Michelle Froese | Senior editor
Windpower Engineering & Development
If you keep up with news in the wind industry (and perhaps even if you don’t), there’s a good chance you’ve heard that many of its sectors are looking for talent and hiring. In fact, in 2016 the U.S Department of Labor announced growth in the field is expected to increase by 108% over the next 10 years. That rate is more than twice that of the second fastest growing job sector (occupational therapy assistants). Indeed, according to the Bureau of Labor, wind-turbine technician is the fastest growing job in America.
“Right now, there are more than nine million people around the world that work in renewable-energy industries, and it has been estimated that nearly 50,000 additional trained staff will be needed by 2030 – and that’s in the wind-energy industry alone,” shares Henry Bailey, the Global VP & Head of Utilities Industry Business Unit at SAP, the world’s third largest independent software manufacturer.
That’s good news for clean-energy advocates and job seekers. However, it does come with a set of challenges, as Bailey points out. “The downside is that we’re facing a significant problem when it comes to addressing the talent shortage for technical specialists, such a wind techs, which are highly sought after in the industry.”
At the same time, technology is moving at a rapid pace (for example, the announcement of a 10-plus megawatt turbine could come at any minute), and the skills needed to safely and efficiently keep up as a wind tech are growing and evolving.
“Recently, SAP surveyed 3,100 people and found that 48% of industry leaders believe investing in digital skills and technology are the most important factors for driving revenue in the next two years,” says Bailey. “In the wind industry, professionals are looking at smart technology and digitalization to further the use and development of turbines, which requires a greater level of skill.” He adds that one way for talent to learn the specialized skills that aid in turbine development and O&M is by creating more mentorship and apprenticeship programs. “This opens more lines of communication, and provides greater opportunities for sharing ideas and tactics between new talent and experienced workers.”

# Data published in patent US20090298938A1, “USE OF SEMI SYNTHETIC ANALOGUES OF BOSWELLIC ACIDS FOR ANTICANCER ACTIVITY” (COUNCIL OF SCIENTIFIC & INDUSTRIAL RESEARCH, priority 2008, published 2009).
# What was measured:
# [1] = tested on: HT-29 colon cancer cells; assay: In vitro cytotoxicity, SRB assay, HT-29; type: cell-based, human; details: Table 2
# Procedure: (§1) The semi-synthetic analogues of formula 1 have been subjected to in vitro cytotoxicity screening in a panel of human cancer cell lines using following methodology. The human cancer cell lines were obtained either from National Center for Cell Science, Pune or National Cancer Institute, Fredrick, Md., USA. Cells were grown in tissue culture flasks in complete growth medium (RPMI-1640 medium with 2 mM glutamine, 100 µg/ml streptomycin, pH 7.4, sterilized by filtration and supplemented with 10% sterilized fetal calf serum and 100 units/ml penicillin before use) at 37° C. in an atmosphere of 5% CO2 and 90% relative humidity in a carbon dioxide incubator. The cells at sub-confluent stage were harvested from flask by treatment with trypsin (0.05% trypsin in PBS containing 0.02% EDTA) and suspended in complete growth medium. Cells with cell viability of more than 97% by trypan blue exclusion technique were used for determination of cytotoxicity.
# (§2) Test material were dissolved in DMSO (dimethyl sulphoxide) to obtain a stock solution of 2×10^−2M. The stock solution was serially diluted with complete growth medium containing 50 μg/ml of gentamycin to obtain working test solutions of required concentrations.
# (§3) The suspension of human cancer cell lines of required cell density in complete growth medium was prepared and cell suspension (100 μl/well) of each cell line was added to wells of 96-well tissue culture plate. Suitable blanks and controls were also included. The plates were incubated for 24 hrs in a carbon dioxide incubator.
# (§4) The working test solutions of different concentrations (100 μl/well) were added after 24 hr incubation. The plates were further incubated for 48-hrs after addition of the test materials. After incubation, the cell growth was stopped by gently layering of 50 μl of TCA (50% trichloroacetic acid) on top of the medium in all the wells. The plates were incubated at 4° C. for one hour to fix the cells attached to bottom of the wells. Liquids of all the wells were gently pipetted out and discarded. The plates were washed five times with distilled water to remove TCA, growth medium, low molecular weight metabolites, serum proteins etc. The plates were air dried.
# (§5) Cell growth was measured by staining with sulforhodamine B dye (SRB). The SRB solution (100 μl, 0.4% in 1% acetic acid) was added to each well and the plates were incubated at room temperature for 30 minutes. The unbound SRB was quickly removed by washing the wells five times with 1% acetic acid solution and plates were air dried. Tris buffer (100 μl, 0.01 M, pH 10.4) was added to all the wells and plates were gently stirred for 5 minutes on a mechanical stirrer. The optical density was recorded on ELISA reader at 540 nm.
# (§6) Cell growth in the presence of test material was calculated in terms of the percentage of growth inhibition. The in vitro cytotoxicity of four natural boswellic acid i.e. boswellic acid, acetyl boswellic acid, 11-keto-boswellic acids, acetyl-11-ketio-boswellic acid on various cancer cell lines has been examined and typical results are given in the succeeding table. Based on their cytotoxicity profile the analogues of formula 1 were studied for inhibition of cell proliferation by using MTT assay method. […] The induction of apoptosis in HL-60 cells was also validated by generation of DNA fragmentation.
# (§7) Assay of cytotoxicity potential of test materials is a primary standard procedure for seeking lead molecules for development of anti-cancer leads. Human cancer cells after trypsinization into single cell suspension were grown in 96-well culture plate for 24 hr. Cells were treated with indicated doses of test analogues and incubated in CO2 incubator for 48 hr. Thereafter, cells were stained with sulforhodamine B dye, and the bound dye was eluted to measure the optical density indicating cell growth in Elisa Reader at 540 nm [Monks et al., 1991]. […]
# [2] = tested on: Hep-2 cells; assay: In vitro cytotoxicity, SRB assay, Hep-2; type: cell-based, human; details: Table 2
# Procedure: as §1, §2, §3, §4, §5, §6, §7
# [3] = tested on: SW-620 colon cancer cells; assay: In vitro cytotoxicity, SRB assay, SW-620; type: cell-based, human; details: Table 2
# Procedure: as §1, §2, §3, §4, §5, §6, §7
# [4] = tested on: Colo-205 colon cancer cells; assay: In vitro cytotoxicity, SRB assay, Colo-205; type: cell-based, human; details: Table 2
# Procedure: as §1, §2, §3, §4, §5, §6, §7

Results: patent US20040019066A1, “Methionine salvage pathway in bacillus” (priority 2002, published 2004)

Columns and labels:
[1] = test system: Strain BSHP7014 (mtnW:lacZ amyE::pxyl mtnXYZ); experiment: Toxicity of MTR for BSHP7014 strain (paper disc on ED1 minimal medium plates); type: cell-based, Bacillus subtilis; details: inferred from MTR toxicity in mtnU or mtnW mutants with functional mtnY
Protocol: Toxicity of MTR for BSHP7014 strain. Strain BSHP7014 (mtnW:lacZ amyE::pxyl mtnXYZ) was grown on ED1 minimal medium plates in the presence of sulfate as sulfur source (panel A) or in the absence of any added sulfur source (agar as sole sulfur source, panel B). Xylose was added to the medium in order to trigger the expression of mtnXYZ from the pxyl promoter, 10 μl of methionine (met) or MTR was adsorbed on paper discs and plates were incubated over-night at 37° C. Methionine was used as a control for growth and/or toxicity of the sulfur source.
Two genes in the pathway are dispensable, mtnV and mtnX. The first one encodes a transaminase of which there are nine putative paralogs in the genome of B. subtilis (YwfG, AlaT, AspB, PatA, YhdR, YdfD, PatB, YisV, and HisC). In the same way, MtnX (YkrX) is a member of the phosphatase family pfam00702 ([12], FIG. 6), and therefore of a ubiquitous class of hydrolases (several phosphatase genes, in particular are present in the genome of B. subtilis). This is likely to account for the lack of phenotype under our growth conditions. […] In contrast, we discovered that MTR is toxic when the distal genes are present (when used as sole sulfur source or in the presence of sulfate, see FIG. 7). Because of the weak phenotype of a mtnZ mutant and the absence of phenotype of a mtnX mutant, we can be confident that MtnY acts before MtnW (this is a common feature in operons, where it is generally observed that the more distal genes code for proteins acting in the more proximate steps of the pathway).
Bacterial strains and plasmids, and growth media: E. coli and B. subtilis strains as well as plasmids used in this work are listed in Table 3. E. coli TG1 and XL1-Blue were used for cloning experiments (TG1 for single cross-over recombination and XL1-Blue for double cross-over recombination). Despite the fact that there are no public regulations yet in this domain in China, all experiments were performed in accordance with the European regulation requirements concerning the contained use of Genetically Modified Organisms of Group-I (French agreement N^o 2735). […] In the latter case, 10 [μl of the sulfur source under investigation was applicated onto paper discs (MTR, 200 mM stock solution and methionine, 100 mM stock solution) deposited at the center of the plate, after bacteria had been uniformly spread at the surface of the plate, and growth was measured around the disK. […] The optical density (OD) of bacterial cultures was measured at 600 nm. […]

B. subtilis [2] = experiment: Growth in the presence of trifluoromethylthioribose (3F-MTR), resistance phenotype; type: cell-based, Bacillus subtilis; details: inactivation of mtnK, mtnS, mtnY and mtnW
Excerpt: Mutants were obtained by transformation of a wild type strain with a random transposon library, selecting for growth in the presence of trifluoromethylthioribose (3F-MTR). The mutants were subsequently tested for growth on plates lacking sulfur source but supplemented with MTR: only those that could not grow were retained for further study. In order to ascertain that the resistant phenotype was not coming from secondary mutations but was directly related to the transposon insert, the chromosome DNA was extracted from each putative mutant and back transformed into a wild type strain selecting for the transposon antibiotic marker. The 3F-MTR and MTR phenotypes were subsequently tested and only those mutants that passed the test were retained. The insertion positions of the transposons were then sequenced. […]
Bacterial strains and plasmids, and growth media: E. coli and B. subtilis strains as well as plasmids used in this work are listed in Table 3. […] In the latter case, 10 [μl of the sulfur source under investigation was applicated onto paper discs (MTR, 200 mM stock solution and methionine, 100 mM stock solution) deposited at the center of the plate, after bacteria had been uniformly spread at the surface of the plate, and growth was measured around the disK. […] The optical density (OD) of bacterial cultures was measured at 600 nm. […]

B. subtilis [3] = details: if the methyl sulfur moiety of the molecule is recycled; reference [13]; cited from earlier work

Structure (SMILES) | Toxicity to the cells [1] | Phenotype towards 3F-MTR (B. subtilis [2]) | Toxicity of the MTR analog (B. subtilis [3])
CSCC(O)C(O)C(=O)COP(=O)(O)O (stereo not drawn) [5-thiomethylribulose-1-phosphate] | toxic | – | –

Auston Van Slyke, a Program Director at Colorado’s Ecotech Institute, agrees. Once a traveling wind technician, he currently teaches a 60-hour wind-turbine safety course at Ecotech, the first and only college in the U.S. focused entirely on careers in the fields of renewable energy. “I used to hire new technicians, and it became quickly apparent how hard it was to find someone with the right combination of skills and values to succeed as a wind tech,” he says. “Today’s wind turbines are more advanced, Internet connected, and smarter than ever. So, it follows that today’s wind techs need to know more about computers, Internet protocols, fiber optics, and frequency converters. Good training is essential.”
So what training is needed to become a wind tech? That partially depends on experience. The exact training required of a wind technician will vary based on the job and a tech’s skill level, says Van Slyke. “If you have a lot of related experience or built up technical expertise, then a new wind tech may be OK with the basic 40-hour course — most companies put new hires through a standard 40-hour course, which includes climb, rescue, electrical safety, and company procedures,” he explains. “However, if you’re brand-new or lack the necessary skills and knowledge, a three-month tech course is currently the shortest available program in the U.S., followed by a nine-month program or a two-year associate degree.” He says the associate degree is one way a technician can work up to a management role.